Ways The Pill Might Be Messing With Your Health

by Gina M. Florio

Ever since birth control was first made available to women nationwide, we've been presented with all kinds of information about contraception, and we've learned a lot ourselves from using it firsthand. There are some common side-effects we know to look out for when we first start taking hormonal birth control. We expect to see things like like weight gain, swollen breasts, and more intense mood swings, but we also know that these side effects don't happen to everyone who takes the Pill.

Over the years, we've learned about the scary side effects of hormonal birth control, like increase of risk for blood clots or certain cancers, and even depression, in some cases. Even though these are worth considering, and they can be sort of frightening, they don't tell the whole story.

"With every bad usually comes a good," Alyssa Dweck, M.D., gynecologist in New York, assistant clinical professor OBGYN, and author of V is for Vagina tells Bustle. It's important to know both sides of the coin so you can make the best contraceptive choices based on your own health history. Keep in mind some of the below side effects only affect a small percentage of the population, so just because you read it, doesn't mean it will happen to you. As always, bring any specific questions to your doctor, and the two of you will figure it out together.

So, with that in mind, here are a few of the ways you might not realize birth control could be messing with your health.

It Could Increase Your Risk For Depression

"The birth control pill has recently been shown in a study to perhaps increase the chance of being diagnosed with depression in young women," Dr. Dweck tells Bustle. The University of Copenhagen published a study last year that surveyed 1 million Danish women between the ages of 15 and 34 over the course of 13 years. They found that women on the mini-pill, which is progestin-only, were 34 percent more likely to be diagnosed with depression, and the women on the basic Pill (estrogen and progestin combined) were 23 percent more likely to be depressed.

However, Dr. Dweck notes that "there were some limitations to the study," so you shouldn't take it as gospel. For example, she reminds us that the study was taken in a place where there is a lot less sunlight than usual during the day, which could have something to do with the higher rates of depression. More importantly, though, keep in mind that the actual numbers are quite low. About 2.2 out of 100 women on hormonal birth control became depressed, and it seems to be much more common in women who are predisposed to mental illness.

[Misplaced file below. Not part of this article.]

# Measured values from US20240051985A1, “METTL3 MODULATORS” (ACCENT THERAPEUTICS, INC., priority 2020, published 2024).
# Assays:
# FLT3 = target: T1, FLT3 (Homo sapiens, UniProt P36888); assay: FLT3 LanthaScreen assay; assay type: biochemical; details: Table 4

It Makes You More Likely To Contract Yeast Or Bacterial Infections

In some cases, Dr. Dweck says the Pill can make you "more prone to yeast or bacterial infections." Birth control causes hormones like estrogen and progesterone to change in your body, and higher estrogen levels can potentially lead to yeast infections. Bacterial infections can also potentially occur from a sudden shift in hormones.

"These things are complicated with various influencers, but the Pill may be a part of it," Dr. Dweck says. It's not an extremely common side effect, but they're certainly things to consider, so if you've struggled with either of these infections in the past, you may want to take the necessary precautions to ensure you don't catch them again.

It Could Increase Your Risk For Blood Clots

There's been a lot of talk lately about how dangerous the Pill can be when it comes to risk for blood clots or pulmonary embolism. It's pretty much the number-one risk you hear of in conversation about the birth control pill. A study last year at the University of Nottingham in England showed that women who take the newest forms of the Pill are 1.8 times more likely to develop blood clots, which could travel to the heart or brain and cause heart attack or stroke. Yikes.

“Anything containing estrogen ups your chance of blood clots,” Dr. Dweck confirms. It's certainly something to think about if you're thinking about going on the Pill. Dr. Dweck says there are other factors that significantly increase your risk for blood clots, such as obesity, genetic predisposition for developing blood clots, and smoking cigarettes.

You Might Be More Likely To Develop Cervical & Breast Cancer

While your risk of developing endometrial and ovarian cancers lowers when you take the Pill, Dr. Dweck says, "The one cancer that may go up with Pill use is cervical cancer." The journal The Lancet published data from 24 worldwide studies, showing that women who take the Pill are more likely to develop cervical cancer, but that risk goes away after they stop using this form of contraception.

Dr. Dweck is hesitant to say the Pill directly causes cervical cancer, though. She says many women on the Pill don't use condoms, so they "therefore are automatically exposed to a higher viral load of HPV." This may have something to do with the higher chance of being diagnosed with cervical cancer.

Additionally, studies from the Collaborative Group on Hormonal Factors in Breast Cancer revealed that women who are or were on the Pill at some point have a slightly higher risk of developing breast cancer than those who have never taken it.

The Bottom Line

Just because you take the Pill doesn't mean all of these things will happen to you. Because they have affected Pill-taking women before you, though, they're definitely worth talking about with your doctor. Keep in mind that there are a lot of choices out there, so if one form of hormonal birth control doesn't work, there might be another that feels like it was tailor made for you.